MEMPHIS, Tenn.– The time it takes you to drive from Memphis to Little Rock, Arkansas. That’s how long it takes one Memphis man to just get fresh, affordable food.

James Riley was patiently waiting for a bus with his groceries next to him on a Friday afternoon. Riley said he lives in Smokey City in North Memphis.

The Kroger at Cleveland and Poplar is one of the closest grocery stores. It’s 1.8 miles away from his home — too far for the 66-year-old to walk. He said he’s left with a long bus ride.

“Catch one up there to Jackson and Watkins, and then one from Jackson and Watkins to Jackson and Ayres,” Riley explained.

It takes him about two and a half hours, round trip.

Riley didn’t always have to take the time to do it. He used to have a grocery store in his neighborhood, but it closed and left gas stations, dollar stores, and corner stores as his only options.

Unfortunately, Riley isn’t the only one who lives in what the USDA calls a food desert. It’s a low-income area where many residents don’t have access to affordable, healthy food.

The neighborhoods are historically marginalized, many residents don’t have transportation, and they’re where mostly people of color live. They include parts of North and South Memphis, and recently, Binghampton was added back to the list.

Shawn Massey with the Shopping Center Group said he started working about 15 years ago to help recruit a grocery to open in Binghampton. A Save A Lot grocery opened in the Gateway Center off Sam Cooper.

Massey said the Save A Lot was doing “okay” at that location — that is, until the company underwent restructuring and closed hundreds of stores nationwide, including the one in Binghampton.

“We could not find a grocery store that could replace the rent for Save A Lot. Much of them wanted a much lower rent, they wanted no risk, and that wasn’t always possible,” Massey said.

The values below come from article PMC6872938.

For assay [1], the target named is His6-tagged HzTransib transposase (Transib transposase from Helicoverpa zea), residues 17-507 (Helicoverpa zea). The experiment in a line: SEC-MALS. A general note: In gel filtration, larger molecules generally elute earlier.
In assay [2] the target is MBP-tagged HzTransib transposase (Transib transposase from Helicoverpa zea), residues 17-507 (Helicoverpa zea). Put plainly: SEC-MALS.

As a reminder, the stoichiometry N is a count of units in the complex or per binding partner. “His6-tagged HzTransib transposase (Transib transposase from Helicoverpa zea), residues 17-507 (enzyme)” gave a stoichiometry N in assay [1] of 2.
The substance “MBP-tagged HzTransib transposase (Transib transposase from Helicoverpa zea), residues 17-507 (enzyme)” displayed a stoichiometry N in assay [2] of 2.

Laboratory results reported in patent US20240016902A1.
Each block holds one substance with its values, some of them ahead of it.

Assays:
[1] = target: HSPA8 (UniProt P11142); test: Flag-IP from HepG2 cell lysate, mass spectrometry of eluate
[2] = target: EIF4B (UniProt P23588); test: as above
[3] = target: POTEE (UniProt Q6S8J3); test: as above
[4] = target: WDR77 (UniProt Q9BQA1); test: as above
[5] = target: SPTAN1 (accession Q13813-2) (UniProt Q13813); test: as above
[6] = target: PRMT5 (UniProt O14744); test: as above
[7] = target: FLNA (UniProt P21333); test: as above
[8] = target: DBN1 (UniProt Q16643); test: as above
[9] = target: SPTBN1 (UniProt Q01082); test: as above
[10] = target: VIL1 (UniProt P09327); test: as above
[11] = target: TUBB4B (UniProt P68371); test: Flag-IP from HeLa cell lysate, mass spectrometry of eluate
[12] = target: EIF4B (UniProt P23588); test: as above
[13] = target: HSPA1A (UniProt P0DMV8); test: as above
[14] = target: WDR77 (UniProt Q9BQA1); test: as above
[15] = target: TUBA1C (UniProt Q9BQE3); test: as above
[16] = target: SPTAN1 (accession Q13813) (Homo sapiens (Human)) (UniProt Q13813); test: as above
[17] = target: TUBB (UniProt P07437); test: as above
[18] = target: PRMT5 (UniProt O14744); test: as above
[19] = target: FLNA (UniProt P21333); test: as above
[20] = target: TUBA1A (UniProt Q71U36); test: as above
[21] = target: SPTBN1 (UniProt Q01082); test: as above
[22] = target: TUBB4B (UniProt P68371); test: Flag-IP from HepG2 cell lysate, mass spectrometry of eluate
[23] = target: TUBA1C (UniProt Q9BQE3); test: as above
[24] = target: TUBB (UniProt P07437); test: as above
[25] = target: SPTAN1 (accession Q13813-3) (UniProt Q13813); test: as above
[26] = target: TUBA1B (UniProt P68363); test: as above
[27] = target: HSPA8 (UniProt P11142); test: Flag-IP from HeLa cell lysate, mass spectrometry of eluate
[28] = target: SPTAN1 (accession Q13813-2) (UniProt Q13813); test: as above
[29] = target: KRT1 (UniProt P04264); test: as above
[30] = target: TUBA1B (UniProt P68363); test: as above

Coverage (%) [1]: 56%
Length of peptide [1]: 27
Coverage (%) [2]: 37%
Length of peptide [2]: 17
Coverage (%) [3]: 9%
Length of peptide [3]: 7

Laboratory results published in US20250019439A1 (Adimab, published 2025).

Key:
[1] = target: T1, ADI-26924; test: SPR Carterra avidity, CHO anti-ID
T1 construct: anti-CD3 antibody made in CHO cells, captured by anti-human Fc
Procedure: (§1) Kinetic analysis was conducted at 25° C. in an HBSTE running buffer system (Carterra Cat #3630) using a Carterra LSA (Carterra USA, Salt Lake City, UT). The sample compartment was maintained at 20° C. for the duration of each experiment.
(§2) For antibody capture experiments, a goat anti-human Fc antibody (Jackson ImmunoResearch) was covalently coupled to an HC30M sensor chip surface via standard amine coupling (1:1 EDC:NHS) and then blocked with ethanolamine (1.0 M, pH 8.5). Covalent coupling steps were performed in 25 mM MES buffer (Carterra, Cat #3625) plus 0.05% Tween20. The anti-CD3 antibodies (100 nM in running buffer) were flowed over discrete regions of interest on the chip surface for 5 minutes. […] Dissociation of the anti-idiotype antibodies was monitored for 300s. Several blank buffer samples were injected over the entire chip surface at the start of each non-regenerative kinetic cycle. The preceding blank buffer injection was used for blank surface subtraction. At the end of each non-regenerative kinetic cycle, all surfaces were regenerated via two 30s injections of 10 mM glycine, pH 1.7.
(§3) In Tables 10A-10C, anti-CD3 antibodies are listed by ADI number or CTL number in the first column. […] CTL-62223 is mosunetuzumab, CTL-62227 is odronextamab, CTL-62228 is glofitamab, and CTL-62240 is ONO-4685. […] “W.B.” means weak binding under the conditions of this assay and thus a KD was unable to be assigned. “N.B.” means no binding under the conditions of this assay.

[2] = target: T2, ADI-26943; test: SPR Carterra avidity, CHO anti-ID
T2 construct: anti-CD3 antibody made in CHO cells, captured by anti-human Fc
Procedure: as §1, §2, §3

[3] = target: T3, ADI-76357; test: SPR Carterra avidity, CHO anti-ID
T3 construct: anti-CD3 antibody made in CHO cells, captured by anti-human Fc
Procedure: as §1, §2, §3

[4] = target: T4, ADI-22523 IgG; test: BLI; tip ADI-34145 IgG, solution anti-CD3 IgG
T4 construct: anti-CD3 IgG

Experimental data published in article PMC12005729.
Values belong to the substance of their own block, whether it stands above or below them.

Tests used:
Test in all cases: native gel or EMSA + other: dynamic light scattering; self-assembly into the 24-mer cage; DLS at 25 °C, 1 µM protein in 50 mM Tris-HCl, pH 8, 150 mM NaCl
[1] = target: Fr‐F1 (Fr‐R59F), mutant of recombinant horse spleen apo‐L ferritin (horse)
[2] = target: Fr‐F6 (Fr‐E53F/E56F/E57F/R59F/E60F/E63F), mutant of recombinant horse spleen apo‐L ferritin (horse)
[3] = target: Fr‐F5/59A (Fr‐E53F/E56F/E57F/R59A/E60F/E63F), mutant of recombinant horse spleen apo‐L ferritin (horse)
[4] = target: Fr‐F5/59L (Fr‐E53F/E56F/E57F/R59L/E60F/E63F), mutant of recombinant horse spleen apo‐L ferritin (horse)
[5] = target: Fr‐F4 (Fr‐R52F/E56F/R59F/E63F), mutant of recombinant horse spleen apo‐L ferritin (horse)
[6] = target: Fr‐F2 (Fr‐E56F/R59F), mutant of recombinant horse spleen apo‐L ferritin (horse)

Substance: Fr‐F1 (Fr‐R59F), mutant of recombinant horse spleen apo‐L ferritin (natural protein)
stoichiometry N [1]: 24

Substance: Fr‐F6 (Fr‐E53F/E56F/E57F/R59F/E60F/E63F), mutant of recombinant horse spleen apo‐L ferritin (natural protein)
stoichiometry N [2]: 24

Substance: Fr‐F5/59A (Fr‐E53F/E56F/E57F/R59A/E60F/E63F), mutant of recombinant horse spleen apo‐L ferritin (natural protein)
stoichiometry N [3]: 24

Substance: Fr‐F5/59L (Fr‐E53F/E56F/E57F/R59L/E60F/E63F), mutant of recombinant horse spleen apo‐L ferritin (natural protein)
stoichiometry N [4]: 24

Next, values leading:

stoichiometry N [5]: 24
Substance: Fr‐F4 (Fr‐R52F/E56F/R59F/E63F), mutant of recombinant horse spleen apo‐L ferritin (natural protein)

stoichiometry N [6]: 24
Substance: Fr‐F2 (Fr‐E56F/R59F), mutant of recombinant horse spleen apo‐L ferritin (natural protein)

The Junior Achievement of Memphis and the Mid-South has since moved into Save A Lot’s space, but Massey said it hasn’t stopped efforts to get another grocery store in Binghampton.

He said the average supermarket operates on a one to two percent profit margin. It must be sustainable for at least a decade to recoup any profit. The retailer will extensively study the area and look at things like population, driving time, and demographics.

They also look at the crime rate and consider insurance and security costs. He said high crime areas to them could mean more theft and shoplifting. If they think it’s too risky, they look elsewhere.

“I get a lot of nos, and every no is a step closer to a yes,” he said.

Until that yes happens, neighborhoods are finding their own solutions.

“I grew up in this neighborhood. We never had anything like this going on,” Latonya Hunt said.

She manages the garden for the Carpenter Art Garden, a non-profit dedicated to working with children in Binghampton.

The garden staff, which includes two adults and four teens, plants all kinds of veggies and then sells them to the community.

“They love it, because we don’t have a neighborhood grocery store anymore. We sell to them cheap,” she said.

She said all the produce is organic.

“It’s important in a black community. I’m going to say it like that because it’s right here. You don’t have to go nowhere. You don’t have to stress about it if you don’t have,” Hunt said.

As of 2020, more than 200,000 people in Shelby County are considered food insecure. Massey said grocery stores can change that and help build quality neighborhoods.

“It makes a big difference,” he said.

He said he’s been working with a minority-owned grocery store up North that’s looking at opening one to five stores in Memphis. He said the city will have to offer incentives just like they have in the

Like at the Superlo on Lamar. When Kroger moved out several years ago, it donated the building to the city, and the city then donated it to Superlo to convince them to move in.

“I think the city would step up if they found a retailer that was willing to go in there and take a risk,” Massey said.